14. Cut-Leaved Teasel 

The Cut-Leaved Teasel is extremely difficult to miss. Egg-shaped floral heads are solitary on seven-foot-tall, thorny stems. Around 1,500 small white and purple blossoms are present on each head.

Deeply cut leaves that create a cup to hold water are found close to the plant’s base.

Cut-leaved Due to its extreme hardiness and ability to flourish in challenging situations, teasel poses a threat to local ecosystems.

Pink Wildflowers 

15. Pink Lady’s Slipper

If you are wandering in nature in Michigan, you are sure to see this gorgeous wildflower. 

Because it doesn’t spread as quickly as other wildflowers, it is relatively uncommon. Please don’t pick the flowers of Pink Lady’s Slipper if you find them blooming in the wild because it can take years for them to mature from seed.

Gardeners have an extremely tough time growing it since it doesn’t transplant well.

16. Trailing Phlox 

In the spring, masses of pink, purple, and white blooms from trailing phlox cover the ground. It can be used as a resilient groundcover and a source of food for early pollinators coming out of their winter hibernation.

Trailing Phlox is a great wildflower for your garden as it requires little to no care and will thrive in harsh conditions. 

17. Carolina Rose 

In addition to being attractive to look at, the fragrant, vivid pink blossoms attract a wide range of species to your region. Hoverflies, beetles, and bees visit the blooms and make their nests out of the plant parts. 

Caterpillars of the Apple Sphinx Moth eat the leaves. Songbirds, quails, and tiny animals all eat rose hips. Deer, elk, and even wild turkeys are drawn to the Carolina Rose!

18. Prairie Onion 

The blossoms of the prairie onion resemble floating pink and white balls. Its flower clusters develop at the tips of lengthy stalks that emerge from leaf tufts. Particularly butterflies are drawn to this pink wildflower in Michigan.

You will find this peculiar wildflower is some of the oddest places such as rocky mountains and limestone cliffs. Now you can eat the Prairie Onion or use it for seasoning making it an excellent addition to your kitchen!

19. Maryland Meadow Beauty 

The pink flowers of the Maryland Meadow Beautiful stand out against the yellow-orange filaments. As it is slow growing, it is ideal for landscaping and planting along roadways.

The Mayland Meadow Beauty blooms a striking purple and slowly fades to a gorgeous pale pink through its life cycle. 

20. Swamp Milkweed 

The Swamp Milkweed is native to Michigan and grows in wet meadows and wetter areas. It can be recognized by its large pink clusters at the end of long stems. 

The best wildflower to grow if you want a variety of pollinators to visit your garden is swamp milkweed. Hummingbirds, bees, and butterflies are drawn to the flowering plant’s clusters of fragrant blossoms.

The leaves are a crucial part of the caterpillars’ diet for monarch butterflies.

Blue Wildflowers 

21. Virginia Bluebells 

When making your way on a hike through early spring, you will see bluebells all around. They prefer to grow in the wet shaded areas of the woods.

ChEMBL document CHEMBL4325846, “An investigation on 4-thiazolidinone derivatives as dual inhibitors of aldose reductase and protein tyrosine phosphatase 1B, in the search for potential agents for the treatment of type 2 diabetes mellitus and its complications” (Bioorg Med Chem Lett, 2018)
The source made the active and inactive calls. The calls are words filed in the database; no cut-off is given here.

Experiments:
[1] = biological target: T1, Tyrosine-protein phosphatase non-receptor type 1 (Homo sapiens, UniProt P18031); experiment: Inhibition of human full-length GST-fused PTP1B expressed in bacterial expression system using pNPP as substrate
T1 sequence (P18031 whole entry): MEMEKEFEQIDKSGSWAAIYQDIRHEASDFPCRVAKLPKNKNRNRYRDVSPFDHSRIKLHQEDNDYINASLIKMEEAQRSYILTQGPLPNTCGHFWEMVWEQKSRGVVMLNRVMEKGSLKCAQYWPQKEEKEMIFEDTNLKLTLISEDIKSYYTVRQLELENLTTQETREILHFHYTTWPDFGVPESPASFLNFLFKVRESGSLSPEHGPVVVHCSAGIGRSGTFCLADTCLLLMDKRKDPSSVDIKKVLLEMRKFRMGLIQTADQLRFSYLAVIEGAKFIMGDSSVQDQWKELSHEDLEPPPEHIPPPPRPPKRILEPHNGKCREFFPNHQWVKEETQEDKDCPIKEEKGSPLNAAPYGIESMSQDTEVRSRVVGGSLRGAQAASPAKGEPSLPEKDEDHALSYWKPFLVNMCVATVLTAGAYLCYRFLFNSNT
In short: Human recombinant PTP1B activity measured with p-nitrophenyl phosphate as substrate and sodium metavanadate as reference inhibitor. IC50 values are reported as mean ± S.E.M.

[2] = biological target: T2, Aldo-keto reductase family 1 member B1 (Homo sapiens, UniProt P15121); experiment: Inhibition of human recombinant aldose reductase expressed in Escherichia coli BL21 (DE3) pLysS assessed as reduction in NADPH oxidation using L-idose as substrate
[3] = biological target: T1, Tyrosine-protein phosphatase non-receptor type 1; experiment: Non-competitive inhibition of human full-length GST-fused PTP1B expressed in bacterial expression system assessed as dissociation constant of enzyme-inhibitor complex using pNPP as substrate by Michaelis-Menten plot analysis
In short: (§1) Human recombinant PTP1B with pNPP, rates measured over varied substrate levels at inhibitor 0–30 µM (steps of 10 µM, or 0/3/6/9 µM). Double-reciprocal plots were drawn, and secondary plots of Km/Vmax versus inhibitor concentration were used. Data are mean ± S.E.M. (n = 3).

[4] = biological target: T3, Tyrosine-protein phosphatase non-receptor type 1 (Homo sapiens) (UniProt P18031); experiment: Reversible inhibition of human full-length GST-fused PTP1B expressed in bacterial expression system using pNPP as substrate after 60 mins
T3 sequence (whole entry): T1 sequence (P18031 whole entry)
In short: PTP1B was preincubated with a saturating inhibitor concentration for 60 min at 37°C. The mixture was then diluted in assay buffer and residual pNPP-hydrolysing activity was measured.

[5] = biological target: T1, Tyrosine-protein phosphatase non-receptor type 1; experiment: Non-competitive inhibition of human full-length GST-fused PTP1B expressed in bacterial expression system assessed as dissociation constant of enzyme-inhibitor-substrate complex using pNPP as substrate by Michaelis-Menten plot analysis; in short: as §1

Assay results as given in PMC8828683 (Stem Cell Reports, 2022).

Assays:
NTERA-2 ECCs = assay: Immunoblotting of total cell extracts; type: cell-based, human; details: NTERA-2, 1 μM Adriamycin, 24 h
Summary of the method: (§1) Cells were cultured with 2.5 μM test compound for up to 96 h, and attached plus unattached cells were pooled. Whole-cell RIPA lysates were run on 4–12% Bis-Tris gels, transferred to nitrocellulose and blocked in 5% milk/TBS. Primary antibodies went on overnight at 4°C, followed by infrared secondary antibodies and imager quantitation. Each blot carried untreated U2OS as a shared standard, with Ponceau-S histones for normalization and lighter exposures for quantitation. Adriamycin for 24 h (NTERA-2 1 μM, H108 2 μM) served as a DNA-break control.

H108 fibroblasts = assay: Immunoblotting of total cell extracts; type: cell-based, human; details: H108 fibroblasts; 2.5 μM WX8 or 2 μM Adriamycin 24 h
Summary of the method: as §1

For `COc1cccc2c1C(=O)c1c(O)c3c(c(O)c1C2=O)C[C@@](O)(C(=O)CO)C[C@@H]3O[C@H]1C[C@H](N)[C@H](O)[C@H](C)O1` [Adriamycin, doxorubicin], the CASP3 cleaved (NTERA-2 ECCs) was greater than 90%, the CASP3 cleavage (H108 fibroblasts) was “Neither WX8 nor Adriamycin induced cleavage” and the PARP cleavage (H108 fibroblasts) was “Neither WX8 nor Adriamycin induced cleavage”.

Virginia Bluebells are great for attracting all types of wildlife including hummingbirds and butterflies. 

22. Narrowleaf Blue-Eyed Grass 

This blue wildflower can be found all around Michigan and is common. This plant is commonly found in wet meadows, soggy fields, open woods, floodplain forests, sand thickets, riverbanks, and at the sides of roads.

The Narrowleaf Blue-eyed Grass is an excellent source of food for various species of insects and birds who enjoy its nectar, pollen, and perennial seeds. 

23. Creeping Bellflower 

Creeping Bellflower can give a purple or blue appearance depending on the light and the stage of their lifecycle. 

This perennial can be found in many different environments, including fields, arid slopes, meadows, deciduous and pine forests, roadsides, and railroads.

It is considered a weed by many Michigan natives and can be aggressive if left to grow. 

24. Bird’s Foot Violet 

The Foot of the Bird The word “violet” comes from the way the blooms look. Some individuals believe they resemble a bird’s foot, as the name suggests.

In Michigan, broad fields, open forests, and dry, rocky or sandy soil are where you’ll often find this blue wildflower.

This is a great flower for attracting bees and butterflies. 

25. Blue Moon 

With a wonderful scent, you can smell this flower before you can see it. Stunning white or blue flowers with an odd hairy or sticky stem. 

Your flower beds and border areas would look great with the Blue Moon as an accent. They are resistant to deer and draw butterflies and hummingbirds.

26. Blue Flag Iris 

The Blue Flag Iris is a wonderful plant to look at and admire. Located in wetter areas such as sedge meadows, river banks, and streams. 

However, this plant is extremely poisonous if ingested by livestock, a pet, or even a human. 

27. Western Blue Flax 

From late spring to mid-summer, the Western Blue Flax blooms for weeks, but you’ll see the flowers open in the morning and disappear in the late afternoon. This is due to the blooms’ short lifespan of just one day.

This is an extremely useful plant as the Native American tribes used the stem for finishing lines, nets, ropes, and cords. 

28. Azure Bluet 

In Michigan, open forests, forest edges, damp sandy banks, rocky stream sites, meadows, and lawns are frequent locations for this delicate blue wildflower.

This low-maintenance perennial is a wonderful addition to your garden since it will draw pollinators like bees and butterflies.

29. Virginia Waterleaf 

This is an incredible wildflower that graces wetter areas of the forest. It gathers in large groups and spreads by producing underground roots like a tree. 

It is an excellent source of nectar and pollen for sweat bees and flies but it also attracts deer with its foliage. 

Red Wildflowers 

30. Indian Paintbrush 

Being a hemiparasite, Indian Paintbrush consumes the nutrients produced by other plants as opposed to producing its own nutrients through photosynthesis. It frequently hosts sagebrush and grasses.

This Michigan red wildflower must affix its roots to the roots of its host in order to absorb the nutrients. This makes it difficult to grow in gardens as it feeds on other plants.